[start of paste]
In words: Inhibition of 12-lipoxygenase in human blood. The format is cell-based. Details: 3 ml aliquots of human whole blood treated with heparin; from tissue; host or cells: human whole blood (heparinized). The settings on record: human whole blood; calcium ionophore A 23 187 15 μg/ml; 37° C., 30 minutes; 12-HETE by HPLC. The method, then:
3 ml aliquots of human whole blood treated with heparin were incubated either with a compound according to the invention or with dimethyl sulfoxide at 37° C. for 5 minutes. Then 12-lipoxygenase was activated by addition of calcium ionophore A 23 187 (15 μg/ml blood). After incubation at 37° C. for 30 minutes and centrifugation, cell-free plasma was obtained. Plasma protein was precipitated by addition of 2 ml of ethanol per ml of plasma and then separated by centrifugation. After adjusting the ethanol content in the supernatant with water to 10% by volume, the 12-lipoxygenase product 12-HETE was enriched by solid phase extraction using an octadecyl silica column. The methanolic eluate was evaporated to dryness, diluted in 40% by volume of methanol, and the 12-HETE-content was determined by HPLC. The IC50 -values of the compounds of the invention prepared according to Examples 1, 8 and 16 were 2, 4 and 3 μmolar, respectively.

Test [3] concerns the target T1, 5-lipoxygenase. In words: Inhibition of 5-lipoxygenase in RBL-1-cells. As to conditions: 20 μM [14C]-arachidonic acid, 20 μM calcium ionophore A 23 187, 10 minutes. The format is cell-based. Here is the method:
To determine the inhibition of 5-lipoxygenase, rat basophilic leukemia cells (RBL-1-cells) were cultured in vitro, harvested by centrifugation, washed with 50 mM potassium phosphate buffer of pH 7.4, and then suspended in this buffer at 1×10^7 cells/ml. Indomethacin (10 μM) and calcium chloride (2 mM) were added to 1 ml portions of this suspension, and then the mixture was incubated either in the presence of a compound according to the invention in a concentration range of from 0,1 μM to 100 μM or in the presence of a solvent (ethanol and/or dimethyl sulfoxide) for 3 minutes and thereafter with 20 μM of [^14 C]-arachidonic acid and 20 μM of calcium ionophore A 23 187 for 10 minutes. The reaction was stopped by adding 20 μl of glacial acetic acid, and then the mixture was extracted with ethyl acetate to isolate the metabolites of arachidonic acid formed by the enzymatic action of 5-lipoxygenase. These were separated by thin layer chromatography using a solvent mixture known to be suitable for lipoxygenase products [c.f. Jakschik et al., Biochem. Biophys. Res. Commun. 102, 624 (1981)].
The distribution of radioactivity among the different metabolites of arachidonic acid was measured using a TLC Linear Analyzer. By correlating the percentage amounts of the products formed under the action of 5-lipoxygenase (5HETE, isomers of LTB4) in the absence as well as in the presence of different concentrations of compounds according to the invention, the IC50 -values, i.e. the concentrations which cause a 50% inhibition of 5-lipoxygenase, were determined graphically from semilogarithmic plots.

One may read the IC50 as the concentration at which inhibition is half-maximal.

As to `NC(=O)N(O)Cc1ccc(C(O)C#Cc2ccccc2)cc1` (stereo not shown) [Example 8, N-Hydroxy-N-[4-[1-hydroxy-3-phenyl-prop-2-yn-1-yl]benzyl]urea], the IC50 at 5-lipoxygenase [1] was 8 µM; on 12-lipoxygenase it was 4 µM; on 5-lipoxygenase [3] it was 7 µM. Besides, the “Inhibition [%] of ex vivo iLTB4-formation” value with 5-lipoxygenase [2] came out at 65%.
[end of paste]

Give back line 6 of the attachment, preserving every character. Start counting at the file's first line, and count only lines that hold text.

One may read the IC50 as the concentration at which inhibition is half-maximal.